MORRISDALE — Morris Township’s appointment of a representative to the Moshannon Valley Joint Sewer Authority failed to produce results at a recent MVJSA board meeting.

In October, the board authorized Mark Rusnak to fill a seat declared open at an earlier meeting. The seat was and currently remains filled by Vic Couturiaux.

The township believes Couturiaux’s appointment in October 2020 is in question. According to Solicitor Dan Nelson, Couturiaux was appointed by the Municipal Authority of the Township of Morris prior to the end of his term, which ended Dec. 31, 2020.

For about 17 years, an agreement had given MATOM the ability to appoint members to the MVJSA board. That agreement was recently terminated.

At the recent MVJSA board meeting, the matter was discussed in detail, according to Nelson, who spoke on behalf of the township. The board decided to keep Couturiaux in the seat.

Rusnak attempted to vote at the meeting, but his vote was not recorded, according to Nelson. Couturiaux’s vote was noted.

The proceedings weren’t shocking to the township.

“We just wanted to have the board make a decision,” said Nelson. “We weren’t surprised.”

Nelson noted the township will likely discuss the matter at their November meeting, currently scheduled for Nov. 3 at 7 p.m. The township could get a judge involved in the matter.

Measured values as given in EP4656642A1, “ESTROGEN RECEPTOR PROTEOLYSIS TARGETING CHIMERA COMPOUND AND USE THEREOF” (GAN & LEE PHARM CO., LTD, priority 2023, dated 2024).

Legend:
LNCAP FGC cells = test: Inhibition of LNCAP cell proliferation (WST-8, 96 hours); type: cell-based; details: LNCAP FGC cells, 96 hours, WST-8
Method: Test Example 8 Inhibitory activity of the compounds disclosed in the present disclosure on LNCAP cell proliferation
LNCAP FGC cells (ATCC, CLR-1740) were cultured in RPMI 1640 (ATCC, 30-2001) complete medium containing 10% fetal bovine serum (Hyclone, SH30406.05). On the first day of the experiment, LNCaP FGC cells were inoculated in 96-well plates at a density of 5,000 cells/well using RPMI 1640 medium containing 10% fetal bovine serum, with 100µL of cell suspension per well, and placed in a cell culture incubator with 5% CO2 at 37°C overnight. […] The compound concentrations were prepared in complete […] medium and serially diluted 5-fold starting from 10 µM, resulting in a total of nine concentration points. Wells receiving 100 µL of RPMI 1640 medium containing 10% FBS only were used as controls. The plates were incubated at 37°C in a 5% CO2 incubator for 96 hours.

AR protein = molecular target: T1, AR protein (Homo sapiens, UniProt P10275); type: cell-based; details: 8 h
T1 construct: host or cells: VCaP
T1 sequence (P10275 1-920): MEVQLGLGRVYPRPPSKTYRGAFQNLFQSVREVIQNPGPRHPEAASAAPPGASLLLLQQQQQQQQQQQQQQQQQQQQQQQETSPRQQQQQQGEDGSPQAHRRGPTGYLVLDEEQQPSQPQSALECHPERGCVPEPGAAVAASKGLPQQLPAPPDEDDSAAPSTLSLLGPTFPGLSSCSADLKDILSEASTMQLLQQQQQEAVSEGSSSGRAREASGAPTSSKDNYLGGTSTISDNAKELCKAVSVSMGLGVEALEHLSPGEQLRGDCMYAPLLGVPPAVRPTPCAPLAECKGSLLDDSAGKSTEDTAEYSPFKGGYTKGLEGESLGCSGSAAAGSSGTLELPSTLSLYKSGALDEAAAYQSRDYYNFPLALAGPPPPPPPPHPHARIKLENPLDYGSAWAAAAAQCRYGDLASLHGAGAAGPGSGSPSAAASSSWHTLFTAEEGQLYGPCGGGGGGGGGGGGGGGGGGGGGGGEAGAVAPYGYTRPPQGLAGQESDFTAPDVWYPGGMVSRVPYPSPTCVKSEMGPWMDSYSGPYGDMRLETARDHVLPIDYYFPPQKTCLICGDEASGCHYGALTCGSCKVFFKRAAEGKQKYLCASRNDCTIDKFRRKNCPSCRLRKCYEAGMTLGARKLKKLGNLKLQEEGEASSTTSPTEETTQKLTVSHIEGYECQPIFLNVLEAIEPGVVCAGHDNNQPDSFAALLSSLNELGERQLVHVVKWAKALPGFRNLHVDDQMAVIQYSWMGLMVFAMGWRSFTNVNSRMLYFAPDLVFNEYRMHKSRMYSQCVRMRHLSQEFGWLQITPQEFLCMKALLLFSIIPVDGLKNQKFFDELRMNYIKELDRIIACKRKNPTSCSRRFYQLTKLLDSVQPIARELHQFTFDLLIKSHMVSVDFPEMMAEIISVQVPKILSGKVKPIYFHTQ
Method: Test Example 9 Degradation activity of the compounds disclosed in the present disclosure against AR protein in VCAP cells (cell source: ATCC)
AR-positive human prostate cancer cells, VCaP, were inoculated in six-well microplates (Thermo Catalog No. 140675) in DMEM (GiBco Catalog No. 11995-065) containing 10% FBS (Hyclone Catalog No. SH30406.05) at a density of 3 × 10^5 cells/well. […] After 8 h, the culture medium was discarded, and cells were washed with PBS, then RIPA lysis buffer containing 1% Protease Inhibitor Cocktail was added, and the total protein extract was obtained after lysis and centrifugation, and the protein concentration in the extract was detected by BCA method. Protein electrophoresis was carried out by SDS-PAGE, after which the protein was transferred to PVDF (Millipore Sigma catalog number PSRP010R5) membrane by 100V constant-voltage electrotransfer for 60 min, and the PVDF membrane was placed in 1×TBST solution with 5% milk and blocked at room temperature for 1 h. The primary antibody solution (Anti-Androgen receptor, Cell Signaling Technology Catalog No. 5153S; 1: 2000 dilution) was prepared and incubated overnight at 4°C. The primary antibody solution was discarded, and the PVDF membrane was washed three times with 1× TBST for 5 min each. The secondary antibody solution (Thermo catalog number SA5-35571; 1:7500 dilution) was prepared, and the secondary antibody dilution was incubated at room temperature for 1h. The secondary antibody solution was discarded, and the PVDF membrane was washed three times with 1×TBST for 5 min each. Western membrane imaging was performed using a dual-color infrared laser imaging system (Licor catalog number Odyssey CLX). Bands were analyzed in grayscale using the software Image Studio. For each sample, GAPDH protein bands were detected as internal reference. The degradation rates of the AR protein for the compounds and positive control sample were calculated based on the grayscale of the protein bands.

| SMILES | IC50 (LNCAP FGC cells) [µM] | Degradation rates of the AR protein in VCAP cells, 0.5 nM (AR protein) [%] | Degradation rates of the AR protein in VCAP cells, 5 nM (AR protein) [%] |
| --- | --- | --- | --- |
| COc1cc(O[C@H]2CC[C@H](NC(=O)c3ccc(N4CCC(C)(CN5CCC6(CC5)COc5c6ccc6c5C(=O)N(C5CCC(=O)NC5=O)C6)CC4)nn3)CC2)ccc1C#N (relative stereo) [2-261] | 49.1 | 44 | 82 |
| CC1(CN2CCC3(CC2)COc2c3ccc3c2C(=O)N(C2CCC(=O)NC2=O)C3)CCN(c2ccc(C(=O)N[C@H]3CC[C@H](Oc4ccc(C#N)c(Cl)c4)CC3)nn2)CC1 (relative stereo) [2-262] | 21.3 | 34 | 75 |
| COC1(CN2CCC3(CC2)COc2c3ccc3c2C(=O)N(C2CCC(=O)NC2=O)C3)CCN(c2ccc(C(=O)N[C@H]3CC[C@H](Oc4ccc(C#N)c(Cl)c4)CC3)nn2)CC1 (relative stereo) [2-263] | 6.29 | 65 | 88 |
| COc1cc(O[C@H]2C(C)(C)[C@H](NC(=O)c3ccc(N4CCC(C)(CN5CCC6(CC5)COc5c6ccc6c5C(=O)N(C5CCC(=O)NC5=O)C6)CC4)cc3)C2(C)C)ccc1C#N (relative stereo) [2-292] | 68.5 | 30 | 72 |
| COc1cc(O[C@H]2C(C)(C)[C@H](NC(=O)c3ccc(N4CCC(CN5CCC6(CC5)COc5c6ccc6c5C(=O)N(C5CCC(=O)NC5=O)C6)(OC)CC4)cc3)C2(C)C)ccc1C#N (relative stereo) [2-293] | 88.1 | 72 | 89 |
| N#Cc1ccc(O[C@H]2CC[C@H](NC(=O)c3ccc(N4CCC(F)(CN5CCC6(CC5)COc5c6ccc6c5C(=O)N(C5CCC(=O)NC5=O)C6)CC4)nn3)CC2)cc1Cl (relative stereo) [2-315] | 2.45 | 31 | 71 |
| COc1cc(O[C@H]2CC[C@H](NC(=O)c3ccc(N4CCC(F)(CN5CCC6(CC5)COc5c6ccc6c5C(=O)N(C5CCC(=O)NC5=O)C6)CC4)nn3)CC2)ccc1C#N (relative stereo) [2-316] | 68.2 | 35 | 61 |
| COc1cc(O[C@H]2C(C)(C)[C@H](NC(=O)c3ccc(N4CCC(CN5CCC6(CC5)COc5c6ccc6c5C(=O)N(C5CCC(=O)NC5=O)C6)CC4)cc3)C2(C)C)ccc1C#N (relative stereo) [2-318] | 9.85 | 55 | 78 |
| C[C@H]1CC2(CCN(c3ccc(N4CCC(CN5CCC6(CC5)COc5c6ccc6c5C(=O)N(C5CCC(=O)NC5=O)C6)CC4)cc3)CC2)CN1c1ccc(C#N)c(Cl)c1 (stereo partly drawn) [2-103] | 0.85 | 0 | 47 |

Charles Eboch III, MVJSA representative and councilman at Chester Hill Borough, relayed the events at a recent Chester Hill Borough Council meeting.

“This doesn’t really affect us,” Eboch told the council. “Morris is trying to get rid of one of their members on the board.”

He noted that the board didn’t take action on the new appointment. The matter would now have to go to a judge should the township pursue giving Rusnak the seat.

Eboch stated that Morris Township is responsible for sorting through the issue. However, he offered his opinion on the two men for the seat.

“My opinion is that the member they want off has always been to every meeting,” Eboch said. “The other one they’re bringing in has gone before and he sort of missed a lot of meetings.”

Eboch also gave updates on a project by the authority. The project would replace the current chlorine disinfectant system with ultraviolet radiation. It would make the plant safer and more up to date. It would likely be done by April 2023, according to Eboch.

“Figure a year because things aren’t easy to get to right now,” Eboch said. “Supplies can take up to a year to get.”

The project is estimated to cost over $2 million. The authority is still seeking grant funding for the project.

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